prominence and dysrhythmia, including premature elevation, excessive motion, and/or rapid downward rotation or shrugging of the shoulders (Cools et al. 2007).
Looking Choosing Exercises
Exercises should emphasize proximal stability by strengthening the scapular stabilizers before incorporating complex loaded-arm exercises into a strengthening program (Kibler & McMullen 2003; Kibler & Sciascia 2010). These are the most common motor-pattern alterations in scapular dyskinesis:
- increased activation of the upper trapezius
- delayed activation of the lower trapezius
- weakness in the serratus anterior and lower trapezius
Therefore, select exercises that emphasize lower-trapezius and serratus-anterior activation while diminishing upper-trapezius activation and promoting normal scapular motion (Kibler et al. 2008).
Pushups are suggested for strengthening the serratus anterior and lower trapezius, especially when exaggerated scapular protraction is added at the end of the concentric phase (the “pushup plus”).
A 2014 study found an unfavorable increase in upper-trapezius activity in those with scapular dyskinesis when the pushup was performed on an unstable surface versus a stable surface. The opposite is true for subjects displaying no dyskinesis, suggesting that increased neuromuscular demands from an unstable surface enable the compensatory patterns seen in clients with scapular dyskinesis (Priauá et al. 2014).
It is important to remember that scapular control is part of a larger system. Hip and trunk extension and trunk rotation promote a more retracted and stable scapular position. Therefore, incorporate exercises that promote core and lumbopelvic stability and appropriate spinal mobility. Exercises should promote normal muscle-recruitment patterns that mimic daily or sport-specific activities without compensatory strategies (Cools et al. 2007). The sidebar “Exercises to Strengthen Periscapular Muscles and Facilitate Normal Scapular Motion” identifies suitable exercises to strengthen periscapular muscles and promote healthy scapular motion within the kinetic chain.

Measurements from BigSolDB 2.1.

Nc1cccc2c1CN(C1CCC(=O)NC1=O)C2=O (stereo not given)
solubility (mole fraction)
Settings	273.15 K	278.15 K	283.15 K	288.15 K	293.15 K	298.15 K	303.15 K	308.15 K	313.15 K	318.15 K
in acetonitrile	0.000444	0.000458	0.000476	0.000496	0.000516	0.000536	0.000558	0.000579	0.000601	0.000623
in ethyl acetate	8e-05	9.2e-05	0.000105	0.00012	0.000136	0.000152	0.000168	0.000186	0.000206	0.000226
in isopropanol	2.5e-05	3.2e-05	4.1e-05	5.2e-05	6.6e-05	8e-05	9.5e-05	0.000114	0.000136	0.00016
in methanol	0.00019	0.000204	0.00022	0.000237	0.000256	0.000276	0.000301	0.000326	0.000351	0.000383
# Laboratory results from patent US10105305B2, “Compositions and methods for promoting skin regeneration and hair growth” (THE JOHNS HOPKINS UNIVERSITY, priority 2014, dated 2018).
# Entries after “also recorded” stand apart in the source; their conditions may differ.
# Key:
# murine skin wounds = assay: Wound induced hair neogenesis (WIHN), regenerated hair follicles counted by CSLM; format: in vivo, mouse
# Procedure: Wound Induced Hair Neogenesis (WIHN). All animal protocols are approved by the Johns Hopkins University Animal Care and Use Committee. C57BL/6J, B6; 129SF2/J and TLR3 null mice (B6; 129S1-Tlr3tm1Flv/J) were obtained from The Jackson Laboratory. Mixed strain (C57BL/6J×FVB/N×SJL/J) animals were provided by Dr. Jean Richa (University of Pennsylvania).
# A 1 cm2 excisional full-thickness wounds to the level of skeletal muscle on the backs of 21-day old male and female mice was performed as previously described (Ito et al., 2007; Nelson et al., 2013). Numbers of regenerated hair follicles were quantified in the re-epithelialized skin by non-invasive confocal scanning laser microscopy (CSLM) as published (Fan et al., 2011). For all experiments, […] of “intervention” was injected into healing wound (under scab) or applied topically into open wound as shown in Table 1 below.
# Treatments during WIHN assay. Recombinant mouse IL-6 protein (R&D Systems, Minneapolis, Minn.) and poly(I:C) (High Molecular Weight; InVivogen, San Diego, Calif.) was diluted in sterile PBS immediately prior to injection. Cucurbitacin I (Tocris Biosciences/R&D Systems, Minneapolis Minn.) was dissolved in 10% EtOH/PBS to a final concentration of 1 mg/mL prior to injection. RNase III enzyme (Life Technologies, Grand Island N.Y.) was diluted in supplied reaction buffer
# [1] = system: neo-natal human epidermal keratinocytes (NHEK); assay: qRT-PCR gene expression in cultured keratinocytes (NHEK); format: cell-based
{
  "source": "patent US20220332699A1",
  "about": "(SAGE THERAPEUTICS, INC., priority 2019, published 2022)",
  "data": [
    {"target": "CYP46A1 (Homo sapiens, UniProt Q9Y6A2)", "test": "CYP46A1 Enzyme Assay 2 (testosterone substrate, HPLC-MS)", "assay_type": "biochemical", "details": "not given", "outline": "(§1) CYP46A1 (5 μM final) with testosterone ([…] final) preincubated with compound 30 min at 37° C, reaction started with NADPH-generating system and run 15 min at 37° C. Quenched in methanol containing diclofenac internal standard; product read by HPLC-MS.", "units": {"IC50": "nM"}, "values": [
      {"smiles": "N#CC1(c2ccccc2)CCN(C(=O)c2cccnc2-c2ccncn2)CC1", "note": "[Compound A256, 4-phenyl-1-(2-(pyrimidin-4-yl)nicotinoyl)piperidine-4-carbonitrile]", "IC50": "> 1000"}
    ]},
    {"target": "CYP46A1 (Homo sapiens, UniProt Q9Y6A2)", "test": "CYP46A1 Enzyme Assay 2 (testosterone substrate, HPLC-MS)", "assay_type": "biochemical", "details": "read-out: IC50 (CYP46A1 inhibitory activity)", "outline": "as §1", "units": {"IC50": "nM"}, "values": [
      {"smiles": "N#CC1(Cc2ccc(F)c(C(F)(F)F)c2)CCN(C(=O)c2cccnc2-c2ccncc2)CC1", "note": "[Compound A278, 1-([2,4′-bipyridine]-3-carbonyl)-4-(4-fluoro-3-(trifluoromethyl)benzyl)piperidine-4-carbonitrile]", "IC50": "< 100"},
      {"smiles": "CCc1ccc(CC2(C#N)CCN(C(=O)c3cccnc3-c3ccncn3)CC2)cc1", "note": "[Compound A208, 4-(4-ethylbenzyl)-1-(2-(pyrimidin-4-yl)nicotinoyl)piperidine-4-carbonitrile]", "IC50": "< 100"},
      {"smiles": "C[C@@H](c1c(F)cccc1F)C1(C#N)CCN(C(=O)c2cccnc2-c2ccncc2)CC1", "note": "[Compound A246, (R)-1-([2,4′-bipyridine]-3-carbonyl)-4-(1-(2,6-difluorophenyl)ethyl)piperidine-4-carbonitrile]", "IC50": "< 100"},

Teach clients how to move the scapulae naturally. You can demonstrate proper protraction and retraction during a rowing exercise, for example. Encourage clients to relax their shoulders—rather than shrugging—to minimize upper-trapezius compensatory patterns. It’s also a good idea to perform exercises in a tall/half-kneeling or standing position to increase core muscular activity (Voight et al. 2008), especially for clients who spend most of their days seated.
Incorporating rehabilitation exercises into a warmup routine can prepare the scapular stabilizers for exercise and reinforce healthy motion. If your clients are in pain, refer them to an appropriately trained healthcare provider, such as a physical therapist, for evaluation and treatment.
Better Shoulder Blades
It’s true that scapular dyskinesis does not guarantee injury. Nevertheless, normal scapular function is a vital link in the kinetic chain, so it’s important to select exercises that encourage healthy scapular motion. Start with assessments to determine the presence of dyskinesis. Once you have identified any issues, choose exercises that enhance proximal control of the scapulae and core muscles. Then progress to incorporate functional, multijoint movements with normal muscle-recruitment patterns.
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Cools, A.M., et al. 2013. Rehabilitation of scapular dyskinesis: From the office worker to the elite overhead athlete. British Journal of Sports Medicine, 48 (8), 692–97.
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Priau├í, A.L., et al. 2014. Electromyographical analysis of the serratus anterior and trapezius muscles during push-ups on stable and unstable bases in subjects with scapulae dyskinesis. Journal of Electromyography and Kinesiology, 24 (5), 675–81.
Voight, M.L., Hoogenboom, B.J., & Cook, G. 2008. The chop and lift reconsidered: Integrating neuromuscular principles into orthopedic and sports rehabilitation. North American Journal of Sports Physical Therapy, 3 (3), 151–59.